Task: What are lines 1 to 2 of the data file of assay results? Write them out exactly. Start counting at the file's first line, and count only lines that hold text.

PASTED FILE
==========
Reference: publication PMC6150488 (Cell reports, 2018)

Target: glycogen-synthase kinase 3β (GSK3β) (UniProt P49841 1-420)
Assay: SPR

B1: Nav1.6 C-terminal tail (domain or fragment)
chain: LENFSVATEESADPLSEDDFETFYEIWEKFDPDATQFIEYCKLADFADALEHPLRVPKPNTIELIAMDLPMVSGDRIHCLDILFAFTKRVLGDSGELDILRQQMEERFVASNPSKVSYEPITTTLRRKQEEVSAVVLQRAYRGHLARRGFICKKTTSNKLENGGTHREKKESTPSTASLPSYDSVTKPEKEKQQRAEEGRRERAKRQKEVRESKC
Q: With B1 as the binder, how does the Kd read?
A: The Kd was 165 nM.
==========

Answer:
Reference: publication PMC6150488 (Cell reports, 2018)

Target: glycogen-synthase kinase 3β (GSK3β) (UniProt P49841 1-420)